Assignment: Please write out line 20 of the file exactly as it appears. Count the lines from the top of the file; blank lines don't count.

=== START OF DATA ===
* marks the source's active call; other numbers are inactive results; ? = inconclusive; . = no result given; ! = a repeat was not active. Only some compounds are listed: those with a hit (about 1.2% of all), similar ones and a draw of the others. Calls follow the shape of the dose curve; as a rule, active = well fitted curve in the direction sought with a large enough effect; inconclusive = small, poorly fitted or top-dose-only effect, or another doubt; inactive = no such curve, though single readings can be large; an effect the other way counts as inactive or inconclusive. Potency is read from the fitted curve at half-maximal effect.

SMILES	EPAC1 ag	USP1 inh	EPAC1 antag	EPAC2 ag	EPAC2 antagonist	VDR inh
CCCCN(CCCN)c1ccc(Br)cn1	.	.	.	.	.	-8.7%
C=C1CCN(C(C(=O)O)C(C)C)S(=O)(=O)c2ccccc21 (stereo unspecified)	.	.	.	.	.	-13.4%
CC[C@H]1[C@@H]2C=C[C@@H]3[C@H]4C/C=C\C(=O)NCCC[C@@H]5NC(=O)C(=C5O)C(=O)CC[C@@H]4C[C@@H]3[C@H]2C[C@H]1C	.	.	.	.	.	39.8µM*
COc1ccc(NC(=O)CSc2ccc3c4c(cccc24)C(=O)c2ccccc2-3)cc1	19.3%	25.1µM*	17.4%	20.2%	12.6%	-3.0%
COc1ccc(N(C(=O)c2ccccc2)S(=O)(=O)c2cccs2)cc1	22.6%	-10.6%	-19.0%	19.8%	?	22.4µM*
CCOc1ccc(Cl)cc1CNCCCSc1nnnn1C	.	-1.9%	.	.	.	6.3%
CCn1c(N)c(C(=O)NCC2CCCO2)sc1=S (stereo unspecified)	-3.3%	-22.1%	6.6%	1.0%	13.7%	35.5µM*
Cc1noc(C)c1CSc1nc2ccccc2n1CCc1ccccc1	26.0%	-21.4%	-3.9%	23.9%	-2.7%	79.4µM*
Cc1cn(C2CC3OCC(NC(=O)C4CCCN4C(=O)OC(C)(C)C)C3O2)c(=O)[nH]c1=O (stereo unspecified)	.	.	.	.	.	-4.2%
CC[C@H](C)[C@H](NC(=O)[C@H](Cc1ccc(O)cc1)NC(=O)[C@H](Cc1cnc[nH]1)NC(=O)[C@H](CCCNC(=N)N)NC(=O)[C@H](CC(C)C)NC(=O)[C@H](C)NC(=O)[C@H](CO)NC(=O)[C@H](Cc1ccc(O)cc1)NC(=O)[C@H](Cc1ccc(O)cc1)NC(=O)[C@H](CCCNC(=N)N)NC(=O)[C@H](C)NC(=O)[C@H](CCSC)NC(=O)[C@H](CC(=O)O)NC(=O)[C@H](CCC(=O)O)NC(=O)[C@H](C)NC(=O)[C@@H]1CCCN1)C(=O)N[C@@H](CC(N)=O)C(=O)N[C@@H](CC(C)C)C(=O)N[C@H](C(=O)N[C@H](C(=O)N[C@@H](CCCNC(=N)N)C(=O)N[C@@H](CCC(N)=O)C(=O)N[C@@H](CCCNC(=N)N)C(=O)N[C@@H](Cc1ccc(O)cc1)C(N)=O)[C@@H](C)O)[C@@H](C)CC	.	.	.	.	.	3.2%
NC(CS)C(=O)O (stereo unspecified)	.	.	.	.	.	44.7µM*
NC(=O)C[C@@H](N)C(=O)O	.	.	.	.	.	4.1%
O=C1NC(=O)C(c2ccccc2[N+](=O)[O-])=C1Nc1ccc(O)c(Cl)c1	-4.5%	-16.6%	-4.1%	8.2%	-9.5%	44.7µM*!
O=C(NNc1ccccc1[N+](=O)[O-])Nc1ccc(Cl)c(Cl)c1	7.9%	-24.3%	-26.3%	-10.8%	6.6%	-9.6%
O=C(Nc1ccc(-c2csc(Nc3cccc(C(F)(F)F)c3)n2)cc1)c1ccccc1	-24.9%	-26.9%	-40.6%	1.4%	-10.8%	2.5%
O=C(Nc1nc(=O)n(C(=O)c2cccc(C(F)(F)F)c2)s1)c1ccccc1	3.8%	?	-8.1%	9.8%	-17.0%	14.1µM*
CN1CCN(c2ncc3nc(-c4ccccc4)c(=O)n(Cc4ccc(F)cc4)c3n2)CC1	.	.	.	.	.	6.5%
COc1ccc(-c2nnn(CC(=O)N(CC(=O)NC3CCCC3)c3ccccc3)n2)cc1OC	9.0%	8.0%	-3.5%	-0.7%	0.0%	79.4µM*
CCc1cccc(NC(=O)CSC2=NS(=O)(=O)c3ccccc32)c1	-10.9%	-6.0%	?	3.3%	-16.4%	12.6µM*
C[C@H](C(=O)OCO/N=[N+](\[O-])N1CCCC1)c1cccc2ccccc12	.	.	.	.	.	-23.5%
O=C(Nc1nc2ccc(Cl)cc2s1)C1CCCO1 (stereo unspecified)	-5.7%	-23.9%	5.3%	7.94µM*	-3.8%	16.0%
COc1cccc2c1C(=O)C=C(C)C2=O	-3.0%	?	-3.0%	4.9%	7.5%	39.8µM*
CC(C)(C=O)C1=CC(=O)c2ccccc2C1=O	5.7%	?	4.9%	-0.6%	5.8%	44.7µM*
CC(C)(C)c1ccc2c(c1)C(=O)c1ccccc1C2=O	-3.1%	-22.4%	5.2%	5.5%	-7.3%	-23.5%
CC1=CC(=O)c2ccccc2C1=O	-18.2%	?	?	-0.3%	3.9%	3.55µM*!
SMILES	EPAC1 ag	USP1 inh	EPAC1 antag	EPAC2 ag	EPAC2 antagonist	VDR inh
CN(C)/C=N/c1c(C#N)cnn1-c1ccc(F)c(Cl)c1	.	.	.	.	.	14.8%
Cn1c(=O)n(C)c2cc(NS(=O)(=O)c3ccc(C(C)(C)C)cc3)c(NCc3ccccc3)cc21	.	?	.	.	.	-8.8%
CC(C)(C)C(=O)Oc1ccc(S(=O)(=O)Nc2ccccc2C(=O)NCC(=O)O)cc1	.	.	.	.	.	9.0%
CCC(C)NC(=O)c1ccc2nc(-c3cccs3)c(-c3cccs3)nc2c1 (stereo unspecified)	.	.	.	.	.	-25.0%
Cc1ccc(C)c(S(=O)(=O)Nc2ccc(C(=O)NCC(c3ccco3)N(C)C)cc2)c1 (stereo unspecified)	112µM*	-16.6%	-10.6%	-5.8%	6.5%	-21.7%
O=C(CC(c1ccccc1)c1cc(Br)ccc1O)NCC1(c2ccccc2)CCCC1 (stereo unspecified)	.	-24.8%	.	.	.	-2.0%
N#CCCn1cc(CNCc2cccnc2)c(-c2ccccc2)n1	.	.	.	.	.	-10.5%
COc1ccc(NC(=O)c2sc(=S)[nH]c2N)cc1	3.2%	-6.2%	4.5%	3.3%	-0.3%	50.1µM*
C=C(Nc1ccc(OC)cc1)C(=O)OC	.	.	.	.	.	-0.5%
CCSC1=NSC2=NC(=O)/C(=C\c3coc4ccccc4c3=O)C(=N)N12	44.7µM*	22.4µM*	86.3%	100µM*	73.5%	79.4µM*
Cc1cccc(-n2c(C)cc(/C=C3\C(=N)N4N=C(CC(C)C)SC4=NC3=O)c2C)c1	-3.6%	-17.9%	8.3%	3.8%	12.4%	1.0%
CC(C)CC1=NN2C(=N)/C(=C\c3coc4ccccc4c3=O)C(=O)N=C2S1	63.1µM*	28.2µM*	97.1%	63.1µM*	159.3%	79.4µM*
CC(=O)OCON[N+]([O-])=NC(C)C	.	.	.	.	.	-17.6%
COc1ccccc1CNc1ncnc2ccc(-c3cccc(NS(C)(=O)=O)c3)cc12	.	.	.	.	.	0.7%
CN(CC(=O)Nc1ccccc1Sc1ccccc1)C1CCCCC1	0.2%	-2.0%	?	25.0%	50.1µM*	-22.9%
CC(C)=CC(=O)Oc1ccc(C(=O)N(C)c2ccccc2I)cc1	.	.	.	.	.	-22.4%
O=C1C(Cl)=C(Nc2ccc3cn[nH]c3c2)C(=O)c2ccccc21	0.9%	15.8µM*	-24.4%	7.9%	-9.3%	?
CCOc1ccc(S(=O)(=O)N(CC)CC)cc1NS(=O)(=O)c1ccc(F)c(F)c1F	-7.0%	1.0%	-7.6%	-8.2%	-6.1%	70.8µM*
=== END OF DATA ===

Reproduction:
COc1ccc(-c2nnn(CC(=O)N(CC(=O)NC3CCCC3)c3ccccc3)n2)cc1OC	9.0%	8.0%	-3.5%	-0.7%	0.0%	79.4µM*